A broadband network broadly consists of passive infrastructure and active equipment, on top of which the services are delivered:
- The passive infrastructure consisting of physical infrastructure (pipes, masts, ducts, inspection chambers, manholes, cabinets, buildings or entries to buildings, antenna installations, towers and poles) and the broadband cables proper (the transmission medium)
- The active equipment (transponders, routers and switches, radio base stations, control and management servers).
- The actual services that provide value to the end users (internet, telephony, TV, e-health, etc.).
The three network layers are characterised by different technical and economic features, and three main business roles can be identified:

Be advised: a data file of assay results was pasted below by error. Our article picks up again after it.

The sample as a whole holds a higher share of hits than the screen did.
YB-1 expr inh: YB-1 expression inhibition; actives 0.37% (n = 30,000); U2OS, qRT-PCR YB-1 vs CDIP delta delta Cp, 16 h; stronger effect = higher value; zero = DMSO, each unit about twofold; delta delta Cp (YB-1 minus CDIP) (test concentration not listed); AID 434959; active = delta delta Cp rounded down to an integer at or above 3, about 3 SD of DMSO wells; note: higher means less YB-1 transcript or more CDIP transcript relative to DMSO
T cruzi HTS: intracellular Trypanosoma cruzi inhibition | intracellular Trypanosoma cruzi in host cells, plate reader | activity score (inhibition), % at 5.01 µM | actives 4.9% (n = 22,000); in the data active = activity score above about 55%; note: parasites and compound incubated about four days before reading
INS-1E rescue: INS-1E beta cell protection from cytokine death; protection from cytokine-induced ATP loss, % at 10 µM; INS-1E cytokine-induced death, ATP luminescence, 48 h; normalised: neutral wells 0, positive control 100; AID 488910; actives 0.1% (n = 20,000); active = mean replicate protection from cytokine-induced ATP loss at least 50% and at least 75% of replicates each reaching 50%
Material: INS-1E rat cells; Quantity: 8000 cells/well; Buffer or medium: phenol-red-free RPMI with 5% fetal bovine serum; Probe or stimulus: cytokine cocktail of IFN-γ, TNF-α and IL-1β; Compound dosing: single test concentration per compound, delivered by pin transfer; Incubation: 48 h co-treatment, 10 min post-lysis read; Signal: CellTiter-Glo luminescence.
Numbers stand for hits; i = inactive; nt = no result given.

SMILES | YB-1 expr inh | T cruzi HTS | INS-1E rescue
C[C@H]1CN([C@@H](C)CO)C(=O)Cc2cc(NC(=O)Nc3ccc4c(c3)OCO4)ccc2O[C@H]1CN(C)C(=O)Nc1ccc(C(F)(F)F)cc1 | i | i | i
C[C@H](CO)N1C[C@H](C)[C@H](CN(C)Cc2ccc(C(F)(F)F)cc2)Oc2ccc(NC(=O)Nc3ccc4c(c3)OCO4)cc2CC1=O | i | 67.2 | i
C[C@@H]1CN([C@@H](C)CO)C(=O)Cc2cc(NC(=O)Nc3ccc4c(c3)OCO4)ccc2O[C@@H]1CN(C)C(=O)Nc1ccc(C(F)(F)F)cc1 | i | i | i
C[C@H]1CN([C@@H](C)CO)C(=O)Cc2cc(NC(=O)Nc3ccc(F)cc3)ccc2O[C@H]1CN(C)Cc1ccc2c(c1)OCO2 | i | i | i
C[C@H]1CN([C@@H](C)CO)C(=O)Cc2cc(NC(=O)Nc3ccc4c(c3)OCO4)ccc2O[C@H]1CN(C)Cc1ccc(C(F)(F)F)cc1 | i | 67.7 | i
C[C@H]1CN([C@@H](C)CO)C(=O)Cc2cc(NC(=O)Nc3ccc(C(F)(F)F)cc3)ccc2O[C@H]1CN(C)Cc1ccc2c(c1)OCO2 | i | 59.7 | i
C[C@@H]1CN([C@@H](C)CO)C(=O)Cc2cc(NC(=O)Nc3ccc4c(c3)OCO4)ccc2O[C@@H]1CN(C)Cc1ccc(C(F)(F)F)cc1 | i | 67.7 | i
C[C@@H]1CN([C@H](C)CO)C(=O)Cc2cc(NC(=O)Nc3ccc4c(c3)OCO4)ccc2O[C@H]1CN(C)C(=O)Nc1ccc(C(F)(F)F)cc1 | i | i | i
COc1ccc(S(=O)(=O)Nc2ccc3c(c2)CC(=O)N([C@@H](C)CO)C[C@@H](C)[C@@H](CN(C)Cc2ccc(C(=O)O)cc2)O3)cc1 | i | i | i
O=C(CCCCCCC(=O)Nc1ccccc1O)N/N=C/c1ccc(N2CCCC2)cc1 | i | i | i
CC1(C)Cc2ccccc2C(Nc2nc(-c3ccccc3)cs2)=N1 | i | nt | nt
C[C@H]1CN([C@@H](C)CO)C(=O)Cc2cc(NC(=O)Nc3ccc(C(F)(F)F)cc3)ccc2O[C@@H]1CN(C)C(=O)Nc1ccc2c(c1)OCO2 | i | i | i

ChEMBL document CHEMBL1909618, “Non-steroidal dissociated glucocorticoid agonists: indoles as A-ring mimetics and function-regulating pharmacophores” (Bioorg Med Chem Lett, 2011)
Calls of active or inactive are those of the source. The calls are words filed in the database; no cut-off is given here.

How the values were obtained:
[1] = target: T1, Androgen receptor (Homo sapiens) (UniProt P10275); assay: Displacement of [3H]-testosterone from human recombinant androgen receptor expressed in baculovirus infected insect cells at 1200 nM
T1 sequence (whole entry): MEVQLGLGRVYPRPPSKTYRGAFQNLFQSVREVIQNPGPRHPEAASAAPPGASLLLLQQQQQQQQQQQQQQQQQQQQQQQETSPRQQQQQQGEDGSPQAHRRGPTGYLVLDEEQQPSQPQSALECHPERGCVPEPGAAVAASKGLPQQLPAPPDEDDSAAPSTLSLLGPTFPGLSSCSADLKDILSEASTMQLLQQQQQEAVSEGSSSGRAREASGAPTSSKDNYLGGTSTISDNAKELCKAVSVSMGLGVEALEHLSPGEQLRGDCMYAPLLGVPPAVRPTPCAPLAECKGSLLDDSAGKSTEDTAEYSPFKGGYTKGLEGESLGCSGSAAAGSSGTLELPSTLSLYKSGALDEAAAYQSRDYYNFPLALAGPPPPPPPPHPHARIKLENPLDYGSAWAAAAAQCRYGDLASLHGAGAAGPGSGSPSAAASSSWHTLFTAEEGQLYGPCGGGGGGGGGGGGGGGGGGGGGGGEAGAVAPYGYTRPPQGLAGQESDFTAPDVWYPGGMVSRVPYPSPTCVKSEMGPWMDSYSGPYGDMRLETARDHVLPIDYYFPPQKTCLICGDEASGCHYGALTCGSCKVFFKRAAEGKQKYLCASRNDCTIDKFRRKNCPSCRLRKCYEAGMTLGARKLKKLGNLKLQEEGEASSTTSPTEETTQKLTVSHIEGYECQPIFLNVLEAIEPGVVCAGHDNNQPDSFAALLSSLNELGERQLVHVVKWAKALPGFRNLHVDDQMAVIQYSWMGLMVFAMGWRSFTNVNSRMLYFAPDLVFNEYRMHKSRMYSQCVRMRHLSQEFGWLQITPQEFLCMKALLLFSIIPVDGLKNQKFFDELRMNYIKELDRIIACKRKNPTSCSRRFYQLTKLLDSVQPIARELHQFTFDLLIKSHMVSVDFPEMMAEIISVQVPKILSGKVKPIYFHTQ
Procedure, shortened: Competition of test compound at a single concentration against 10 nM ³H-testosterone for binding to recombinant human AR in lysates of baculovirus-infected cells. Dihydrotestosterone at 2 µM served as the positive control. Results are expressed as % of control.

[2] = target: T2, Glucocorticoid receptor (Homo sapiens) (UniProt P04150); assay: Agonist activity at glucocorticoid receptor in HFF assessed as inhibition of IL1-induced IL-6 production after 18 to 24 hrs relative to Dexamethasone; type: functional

- The physical infrastructure provider (PIP), who owns and maintains the passive infrastructure (characterised by long-term investments and low need for technical know-how), in the backbone or access part of the network;
- The network provider (NP), who operates, and typically owns, the active equipment (characterised by shorter-term investments and high need for technical know-how);
- The service provider (SP), who delivers the broadband services, such as e-health, elder care, TV, internet, phone, video conferencing, entertainment, teleworking, smart monitoring, etc. (characterised by short-term investments and high end-user interaction).
For further details and examples please refer to the Broadband Investment Guide.